About Your April Fools Joke

So you want to make an April Fools joke. Yeah, me too. I love lying. I love surrealism and building other realities and changing people’s minds.

Photo of a line of plastic clowns with identical wide-open mouths.
“The Laughing Clowns” by Bernard Spragg, CC0 1.0

There are reasons I don’t do that every day, though. Once, a long time ago, I made a friend sincerely doubt that it was raining as we were out walking in it. She punched me. I deserved it. I was treating her like an experiment—Can I do this?—rather than the friend she was.

This is why a lot of people hate April Fools Day. As it turns out, most of us hate being treated as experiments, as means to someone else’s end. (If you’re not one of these people, let me know. There are a few things I’d like to know that I haven’t been able to get past an IRB. No, there’s no consent form. No, I’m not going to tell you what the experiment is. Why should that be a problem?)

It isn’t hard to lie to people:

  • I’m wearing green shoes. (I’m currently barefoot and don’t own green shoes.)
  • I’m staying off the internet today. (Ahem.)
  • I’m pregnant. (Never have been, to the best of my knowledge, and not looking to start now.)
  • I’m gay. (Not even the tiniest bit queer.)

Nobody tells those first two lies for April Fools. A lot of people tell the second two. I told one of them back in high school. I believe it also got me properly punched at the time, because I told it well. I got a friend good and invested in my joke, then flipped her emotions over just to see the look on her face. I treated her as though she existed for my amusement.

Those are the only points of most April Fools jokes. “Can I make people believe this?” “I’m going to fuck with people’s emotions for my own amusement.” That’s it. No wonder people hate the day.

Still want to make an April Fools joke? Yeah, me too. I still love everything I love about fooling people. Most years, though, I don’t. I get to the end of March and realize I haven’t put in the work to build a good one.

What is a good April Fools joke? It’s one that treats your audience as an audience rather than a toy. I gives them something, something more than a fleeting emotion that’s then jerked away from them with the reveal.

  • It’s decent satire.
  • It encourages their creativity.
  • It’s escapist.
  • It reaches a level of commitment or craft that’s entertaining in itself.

Did I mention work? Jokes are work, and jokes that play for more than that handful of buddies who like you and want you to think you’re funny are much harder work. You suddenly have multiple audiences for whom you have to provide something worthwhile while still treating them as people instead of toys. There’s a reason we pay people who can do this on demand.

So you want to make an April Fools joke. Still. Cool. Go for it. We could use more good ones. But if yours still only exists to make other people amuse you, don’t be surprised when people tell you you’re part of the problem with the holiday.

About Your April Fools Joke

2 thoughts on “About Your April Fools Joke

  1. 1

    I thought of a situation where an April Fools’ Day “prank” can resemble a horror movie:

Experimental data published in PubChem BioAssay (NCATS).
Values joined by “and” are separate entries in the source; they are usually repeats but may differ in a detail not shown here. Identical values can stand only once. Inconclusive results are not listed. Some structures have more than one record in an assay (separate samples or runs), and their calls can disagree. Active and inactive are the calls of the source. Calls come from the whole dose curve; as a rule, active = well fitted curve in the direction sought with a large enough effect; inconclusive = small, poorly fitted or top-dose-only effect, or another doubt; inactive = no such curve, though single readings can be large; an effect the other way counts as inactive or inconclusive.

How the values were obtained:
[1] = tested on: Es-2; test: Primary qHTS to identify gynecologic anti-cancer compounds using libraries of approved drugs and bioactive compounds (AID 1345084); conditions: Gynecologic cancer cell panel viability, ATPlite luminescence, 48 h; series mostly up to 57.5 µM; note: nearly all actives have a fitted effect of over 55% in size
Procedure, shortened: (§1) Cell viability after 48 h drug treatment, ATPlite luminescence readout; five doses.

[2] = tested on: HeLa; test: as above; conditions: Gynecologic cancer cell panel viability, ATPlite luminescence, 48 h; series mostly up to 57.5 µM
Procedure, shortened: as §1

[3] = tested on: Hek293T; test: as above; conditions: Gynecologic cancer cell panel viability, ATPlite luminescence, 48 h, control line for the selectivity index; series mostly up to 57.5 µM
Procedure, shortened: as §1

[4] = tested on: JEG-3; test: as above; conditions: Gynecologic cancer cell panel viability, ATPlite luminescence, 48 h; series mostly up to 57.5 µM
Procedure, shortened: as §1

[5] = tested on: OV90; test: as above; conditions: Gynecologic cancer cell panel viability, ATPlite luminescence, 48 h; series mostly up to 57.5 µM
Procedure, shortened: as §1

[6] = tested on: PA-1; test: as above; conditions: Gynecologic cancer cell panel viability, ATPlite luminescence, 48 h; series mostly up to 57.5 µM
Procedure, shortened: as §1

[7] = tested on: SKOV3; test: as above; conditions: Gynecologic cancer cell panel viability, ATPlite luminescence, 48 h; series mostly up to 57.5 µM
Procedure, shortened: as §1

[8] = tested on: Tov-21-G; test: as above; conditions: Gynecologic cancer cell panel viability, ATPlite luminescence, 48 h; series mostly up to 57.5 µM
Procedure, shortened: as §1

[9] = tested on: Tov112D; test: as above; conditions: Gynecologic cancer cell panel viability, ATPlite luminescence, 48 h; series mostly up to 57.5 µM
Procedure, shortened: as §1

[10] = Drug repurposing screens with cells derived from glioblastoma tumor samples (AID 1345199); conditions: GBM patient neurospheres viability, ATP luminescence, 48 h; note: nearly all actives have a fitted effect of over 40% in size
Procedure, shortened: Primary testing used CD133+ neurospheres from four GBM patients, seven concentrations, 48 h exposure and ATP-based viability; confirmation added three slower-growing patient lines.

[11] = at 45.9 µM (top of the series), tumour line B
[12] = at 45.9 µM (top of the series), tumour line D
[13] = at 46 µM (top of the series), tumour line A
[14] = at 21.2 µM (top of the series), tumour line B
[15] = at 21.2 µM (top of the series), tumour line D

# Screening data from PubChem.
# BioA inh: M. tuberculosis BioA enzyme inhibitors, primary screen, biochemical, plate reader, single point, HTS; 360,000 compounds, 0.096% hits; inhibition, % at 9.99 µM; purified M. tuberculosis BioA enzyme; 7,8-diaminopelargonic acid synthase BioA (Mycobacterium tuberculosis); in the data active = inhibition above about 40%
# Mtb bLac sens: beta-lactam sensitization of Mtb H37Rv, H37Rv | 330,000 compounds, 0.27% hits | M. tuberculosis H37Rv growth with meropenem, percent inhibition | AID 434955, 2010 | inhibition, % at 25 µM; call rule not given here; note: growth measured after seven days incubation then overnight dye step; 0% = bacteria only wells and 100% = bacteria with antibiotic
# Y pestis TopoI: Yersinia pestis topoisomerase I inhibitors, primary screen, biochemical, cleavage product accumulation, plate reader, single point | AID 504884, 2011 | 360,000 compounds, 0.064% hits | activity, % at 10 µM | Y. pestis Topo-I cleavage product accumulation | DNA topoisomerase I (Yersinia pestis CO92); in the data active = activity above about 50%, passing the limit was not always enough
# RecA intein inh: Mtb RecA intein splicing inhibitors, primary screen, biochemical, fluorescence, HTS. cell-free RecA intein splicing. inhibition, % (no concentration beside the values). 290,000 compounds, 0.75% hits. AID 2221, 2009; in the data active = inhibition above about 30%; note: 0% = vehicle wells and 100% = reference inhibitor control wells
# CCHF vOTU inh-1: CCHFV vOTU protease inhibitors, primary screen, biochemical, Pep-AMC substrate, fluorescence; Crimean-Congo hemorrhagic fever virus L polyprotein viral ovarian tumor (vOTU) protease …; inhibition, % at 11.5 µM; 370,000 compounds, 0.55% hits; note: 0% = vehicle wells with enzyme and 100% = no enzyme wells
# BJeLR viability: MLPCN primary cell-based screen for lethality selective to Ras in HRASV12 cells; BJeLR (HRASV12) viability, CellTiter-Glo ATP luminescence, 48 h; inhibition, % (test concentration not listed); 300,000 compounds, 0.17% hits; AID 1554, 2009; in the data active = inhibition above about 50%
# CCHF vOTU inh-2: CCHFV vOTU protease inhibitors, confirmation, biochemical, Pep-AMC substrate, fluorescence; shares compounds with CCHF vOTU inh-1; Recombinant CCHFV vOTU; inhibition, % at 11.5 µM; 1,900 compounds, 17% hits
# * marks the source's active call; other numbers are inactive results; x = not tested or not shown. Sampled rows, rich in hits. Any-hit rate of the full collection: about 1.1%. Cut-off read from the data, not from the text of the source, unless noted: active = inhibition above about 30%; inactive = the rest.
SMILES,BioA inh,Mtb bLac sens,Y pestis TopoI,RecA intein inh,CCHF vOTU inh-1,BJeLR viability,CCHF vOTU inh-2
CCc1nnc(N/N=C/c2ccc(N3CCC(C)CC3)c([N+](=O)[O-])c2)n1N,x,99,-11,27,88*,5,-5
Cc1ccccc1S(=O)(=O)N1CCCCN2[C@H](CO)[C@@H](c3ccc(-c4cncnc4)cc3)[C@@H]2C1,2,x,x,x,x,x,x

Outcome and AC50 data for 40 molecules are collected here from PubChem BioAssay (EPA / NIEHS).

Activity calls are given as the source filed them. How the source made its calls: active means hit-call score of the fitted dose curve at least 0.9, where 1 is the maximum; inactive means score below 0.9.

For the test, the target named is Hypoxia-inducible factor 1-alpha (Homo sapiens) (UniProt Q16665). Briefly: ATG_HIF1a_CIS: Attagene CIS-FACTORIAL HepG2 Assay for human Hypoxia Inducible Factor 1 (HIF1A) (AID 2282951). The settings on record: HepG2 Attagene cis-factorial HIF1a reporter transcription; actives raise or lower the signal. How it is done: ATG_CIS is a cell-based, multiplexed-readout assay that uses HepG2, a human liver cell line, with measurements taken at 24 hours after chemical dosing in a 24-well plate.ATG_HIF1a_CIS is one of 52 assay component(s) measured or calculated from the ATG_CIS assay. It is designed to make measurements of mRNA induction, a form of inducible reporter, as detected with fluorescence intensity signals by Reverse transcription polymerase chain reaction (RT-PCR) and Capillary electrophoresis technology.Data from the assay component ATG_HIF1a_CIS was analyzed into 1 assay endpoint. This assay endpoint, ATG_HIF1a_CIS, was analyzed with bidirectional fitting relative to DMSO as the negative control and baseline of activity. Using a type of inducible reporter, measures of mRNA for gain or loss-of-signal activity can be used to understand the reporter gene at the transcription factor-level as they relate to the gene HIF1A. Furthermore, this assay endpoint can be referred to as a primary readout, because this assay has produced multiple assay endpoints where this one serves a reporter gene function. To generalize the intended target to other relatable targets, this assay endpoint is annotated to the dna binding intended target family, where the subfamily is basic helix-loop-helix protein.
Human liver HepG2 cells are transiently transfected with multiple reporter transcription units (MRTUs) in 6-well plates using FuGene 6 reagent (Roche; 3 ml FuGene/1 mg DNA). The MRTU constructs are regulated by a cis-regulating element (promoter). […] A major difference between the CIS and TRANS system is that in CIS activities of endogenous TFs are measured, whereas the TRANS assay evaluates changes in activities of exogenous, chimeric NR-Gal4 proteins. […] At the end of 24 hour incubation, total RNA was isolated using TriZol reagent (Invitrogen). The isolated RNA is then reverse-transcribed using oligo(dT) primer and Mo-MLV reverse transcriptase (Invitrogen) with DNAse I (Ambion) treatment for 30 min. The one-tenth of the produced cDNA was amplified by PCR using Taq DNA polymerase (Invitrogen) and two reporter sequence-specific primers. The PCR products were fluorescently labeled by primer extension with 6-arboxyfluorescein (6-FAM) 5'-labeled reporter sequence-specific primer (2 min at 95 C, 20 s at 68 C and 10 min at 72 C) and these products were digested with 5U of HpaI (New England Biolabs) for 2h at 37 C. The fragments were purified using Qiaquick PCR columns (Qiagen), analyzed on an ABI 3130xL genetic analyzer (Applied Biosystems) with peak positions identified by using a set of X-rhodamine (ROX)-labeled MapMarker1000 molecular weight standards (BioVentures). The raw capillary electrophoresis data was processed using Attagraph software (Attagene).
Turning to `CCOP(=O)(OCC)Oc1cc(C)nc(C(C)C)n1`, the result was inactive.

Imagine waking from a long coma. You are unaware of what year it is, but in the hospital room you are in, someone has left a TV on. There is a morning news program airing, and the newsreader announces that these are “the headlines for April 1.” The announcer then states that “President Donald Trump” had “vented on Twitter” by “threatening North Korea.”

    A-HA! April 1 — April Fools’ Day! I’m watching some kind of spoof comedy show. This beats the real news any day. “President Donald Trump” indeed.

    The next headline also references “President Trump”. They going with the same joke again? Maybe this show needs better writers. But then several thoughts flash quickly through your head: The newsreader seems quite serious; and there was no audience laughter at the North Korea thing, though that is pretty funny, in a dark way–

    This train of thought stops immediately, however, as the camera cuts away from the newsreader. The next thing you see is the Oval Office, and there is a man sitting there, familiar-looking, pen in hand. The camera zooms in…

  2. 2

    ” (If you’re not one of these people, let me know. There are a few things I’d like to know that I haven’t been able to get past an IRB. No, there’s no consent form. No, I’m not going to tell you what the experiment is. Why should that be a problem?)”

    Derren Brown routinely gets people to *volunteer* to be involved in experiments of very questionable ethics which he does not describe to them in advance. They do it because he’s a cool mentalist and they’ll be on TV. You could try that.

    There’s some serious ethical questions about what he’s doing. But they are volunteers, and they do sign a consent form saying that they agree to ANYTHING HE WANTS. He is usually actually trying to teach them a lesson about their own cognitive biases, too.

    I don’t know who these people are, but I seriously hope they are not normal. Evidence says they are probably normal though. :sigh:

    Still, nothing he’s doing would ever pass IRB review, so this is the way to go for research which IRBs would never support — get a TV show. Derren Brown *hypnotized someone into committing an assassination* (with a trick gun so that nobody died), in order to prove that Sirhan Sirhan could have been telling the truth. Try to get that past an IRB.

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